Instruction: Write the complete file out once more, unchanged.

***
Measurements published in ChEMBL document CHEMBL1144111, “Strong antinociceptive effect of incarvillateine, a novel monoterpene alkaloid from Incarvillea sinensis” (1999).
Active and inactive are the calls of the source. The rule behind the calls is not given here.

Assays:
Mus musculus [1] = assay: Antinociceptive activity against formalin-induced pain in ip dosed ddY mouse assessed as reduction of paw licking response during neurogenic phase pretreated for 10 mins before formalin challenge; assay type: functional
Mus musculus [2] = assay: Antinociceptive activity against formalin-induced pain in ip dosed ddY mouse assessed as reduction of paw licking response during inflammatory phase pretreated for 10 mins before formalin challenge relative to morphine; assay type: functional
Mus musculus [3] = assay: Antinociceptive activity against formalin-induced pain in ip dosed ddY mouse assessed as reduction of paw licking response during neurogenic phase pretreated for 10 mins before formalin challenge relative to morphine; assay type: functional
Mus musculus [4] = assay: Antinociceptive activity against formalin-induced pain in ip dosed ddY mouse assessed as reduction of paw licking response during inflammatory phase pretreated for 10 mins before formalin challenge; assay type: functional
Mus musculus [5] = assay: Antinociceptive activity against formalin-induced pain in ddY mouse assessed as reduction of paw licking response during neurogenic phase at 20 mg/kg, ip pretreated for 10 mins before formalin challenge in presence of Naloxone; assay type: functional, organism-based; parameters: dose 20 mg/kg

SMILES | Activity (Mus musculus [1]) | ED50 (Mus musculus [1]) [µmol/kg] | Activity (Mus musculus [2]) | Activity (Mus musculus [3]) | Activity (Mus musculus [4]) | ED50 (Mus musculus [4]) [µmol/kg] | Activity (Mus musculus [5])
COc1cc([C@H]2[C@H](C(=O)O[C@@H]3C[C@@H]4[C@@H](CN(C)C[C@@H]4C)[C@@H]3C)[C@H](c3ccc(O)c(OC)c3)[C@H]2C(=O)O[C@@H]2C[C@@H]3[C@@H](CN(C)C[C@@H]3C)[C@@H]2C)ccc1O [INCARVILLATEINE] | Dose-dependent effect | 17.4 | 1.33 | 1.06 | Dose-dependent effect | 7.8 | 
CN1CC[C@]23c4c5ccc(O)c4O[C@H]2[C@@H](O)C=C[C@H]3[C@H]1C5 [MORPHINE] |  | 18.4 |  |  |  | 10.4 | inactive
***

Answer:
Measurements published in ChEMBL document CHEMBL1144111, “Strong antinociceptive effect of incarvillateine, a novel monoterpene alkaloid from Incarvillea sinensis” (1999).
Active and inactive are the calls of the source. The rule behind the calls is not given here.

Assays:
Mus musculus [1] = assay: Antinociceptive activity against formalin-induced pain in ip dosed ddY mouse assessed as reduction of paw licking response during neurogenic phase pretreated for 10 mins before formalin challenge; assay type: functional
Mus musculus [2] = assay: Antinociceptive activity against formalin-induced pain in ip dosed ddY mouse assessed as reduction of paw licking response during inflammatory phase pretreated for 10 mins before formalin challenge relative to morphine; assay type: functional
Mus musculus [3] = assay: Antinociceptive activity against formalin-induced pain in ip dosed ddY mouse assessed as reduction of paw licking response during neurogenic phase pretreated for 10 mins before formalin challenge relative to morphine; assay type: functional
Mus musculus [4] = assay: Antinociceptive activity against formalin-induced pain in ip dosed ddY mouse assessed as reduction of paw licking response during inflammatory phase pretreated for 10 mins before formalin challenge; assay type: functional
Mus musculus [5] = assay: Antinociceptive activity against formalin-induced pain in ddY mouse assessed as reduction of paw licking response during neurogenic phase at 20 mg/kg, ip pretreated for 10 mins before formalin challenge in presence of Naloxone; assay type: functional, organism-based; parameters: dose 20 mg/kg

SMILES | Activity (Mus musculus [1]) | ED50 (Mus musculus [1]) [µmol/kg] | Activity (Mus musculus [2]) | Activity (Mus musculus [3]) | Activity (Mus musculus [4]) | ED50 (Mus musculus [4]) [µmol/kg] | Activity (Mus musculus [5])
COc1cc([C@H]2[C@H](C(=O)O[C@@H]3C[C@@H]4[C@@H](CN(C)C[C@@H]4C)[C@@H]3C)[C@H](c3ccc(O)c(OC)c3)[C@H]2C(=O)O[C@@H]2C[C@@H]3[C@@H](CN(C)C[C@@H]3C)[C@@H]2C)ccc1O [INCARVILLATEINE] | Dose-dependent effect | 17.4 | 1.33 | 1.06 | Dose-dependent effect | 7.8 | 
CN1CC[C@]23c4c5ccc(O)c4O[C@H]2[C@@H](O)C=C[C@H]3[C@H]1C5 [MORPHINE] |  | 18.4 |  |  |  | 10.4 | inactive